IN 2007, the Liberal Party hit rock bottom and, for the first time in its six-decade history, found itself out of office virtually everywhere. Its most senior elected figure in the land was the lord mayor of Brisbane, Campbell Newman. But since John Howard was consigned to the wilderness there has been a marked resurgence in the conservative brand, with Labor vanquished first in Western Australia, then in Victoria and now in New South Wales. All three cases involved a state Liberal Party dominated by the right but led into government by a moderate. Is this an indication that voters approve of a conservative party only when it is under moderate leadership?
Robert Menzies, credited with being the driving force behind the establishment of the Liberal Party back in 1944–45, went to considerable pains to position both himself and the new party within the vast mainstream of Australian society rather than amid the vested interests with which its predecessor, the United Australia Party, was so closely identified. Menzies still casts a formidable shadow over the Liberal Party, so it was no coincidence that when elements of big business criticised Barry O’Farrell, as NSW opposition leader, for sitting on the fence over electricity privatisation he handed out a copy of Menzies’s 1942 “Forgotten People” speech. In that famous broadcast, Menzies argued that a non-Labor party should not be beholden to vested interests – unions on the one hand, the “rich and powerful” on the other – and should frame policy in the wider public interest.
At the time, of course, Menzies was in the political wilderness himself. To most observers, he looked like a man with a brilliant future behind him – a Victorian MP at thirty-four, he had risen rapidly through the ministerial ranks; forsaking Melbourne for Canberra, he immediately entered the federal ministry and – on the death of Joe Lyons in 1939 – became prime minister at the age of forty-four. Despite winning an election in 1940, he was driven from office by his own party room the following year and retired ignominiously to the backbench.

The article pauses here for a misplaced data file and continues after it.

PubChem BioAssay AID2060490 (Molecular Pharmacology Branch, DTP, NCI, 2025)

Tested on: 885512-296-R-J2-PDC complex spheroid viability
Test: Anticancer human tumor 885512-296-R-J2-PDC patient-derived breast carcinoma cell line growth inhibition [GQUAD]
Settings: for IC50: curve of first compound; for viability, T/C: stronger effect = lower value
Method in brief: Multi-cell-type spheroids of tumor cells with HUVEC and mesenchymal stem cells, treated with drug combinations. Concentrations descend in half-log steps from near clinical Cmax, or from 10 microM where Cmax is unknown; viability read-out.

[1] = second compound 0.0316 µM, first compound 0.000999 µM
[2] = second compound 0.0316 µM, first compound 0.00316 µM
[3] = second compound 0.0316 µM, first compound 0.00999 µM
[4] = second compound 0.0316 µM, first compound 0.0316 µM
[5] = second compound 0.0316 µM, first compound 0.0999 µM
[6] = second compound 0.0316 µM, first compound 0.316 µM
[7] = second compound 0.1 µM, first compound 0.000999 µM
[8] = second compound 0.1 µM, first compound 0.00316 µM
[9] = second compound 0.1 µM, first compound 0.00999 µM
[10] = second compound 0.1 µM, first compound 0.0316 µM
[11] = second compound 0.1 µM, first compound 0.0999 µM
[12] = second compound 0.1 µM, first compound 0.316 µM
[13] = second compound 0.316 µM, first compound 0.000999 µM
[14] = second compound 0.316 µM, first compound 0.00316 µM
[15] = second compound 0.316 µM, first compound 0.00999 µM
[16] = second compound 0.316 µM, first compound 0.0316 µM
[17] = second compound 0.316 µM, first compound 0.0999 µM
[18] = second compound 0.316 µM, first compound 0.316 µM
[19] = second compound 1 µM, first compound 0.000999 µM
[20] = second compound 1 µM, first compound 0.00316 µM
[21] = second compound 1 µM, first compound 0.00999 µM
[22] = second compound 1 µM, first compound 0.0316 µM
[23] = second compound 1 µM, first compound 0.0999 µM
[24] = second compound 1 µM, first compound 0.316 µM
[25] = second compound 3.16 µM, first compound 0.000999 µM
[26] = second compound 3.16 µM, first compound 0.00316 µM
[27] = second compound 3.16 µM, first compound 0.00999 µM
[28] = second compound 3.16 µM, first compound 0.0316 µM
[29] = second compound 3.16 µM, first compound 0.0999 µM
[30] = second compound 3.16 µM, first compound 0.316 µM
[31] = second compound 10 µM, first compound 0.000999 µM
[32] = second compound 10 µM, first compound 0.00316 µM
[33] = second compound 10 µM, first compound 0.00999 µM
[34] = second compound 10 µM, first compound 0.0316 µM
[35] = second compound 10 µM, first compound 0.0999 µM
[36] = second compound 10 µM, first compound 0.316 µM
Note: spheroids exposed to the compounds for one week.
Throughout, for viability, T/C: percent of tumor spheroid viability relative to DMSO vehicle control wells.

A lesser man might have called it quits, especially when he was already a highly regarded barrister who could have commanded the highest of fees at the bar. Against the taunts of his detractors, mostly from Sydney, that “you’ll never win with Menzies,” he set about the long, hard process of political rehabilitation, first reinventing himself and then designing and building a comeback vehicle, the Liberal Party. Menzies was prescient enough to know that the United Australia Party, wracked by dissension, was in terminal decline, a view shared by the electorate in 1943 when the party’s vote slumped to 16 per cent and just twelve members were returned to the House of Representatives.
The rest is history now. The new party failed at its first outing in 1946 but triumphed spectacularly in 1949, with Menzies staying on as prime minister for a term that ended only with his retirement in 1966, and the party itself remaining in office until 1972.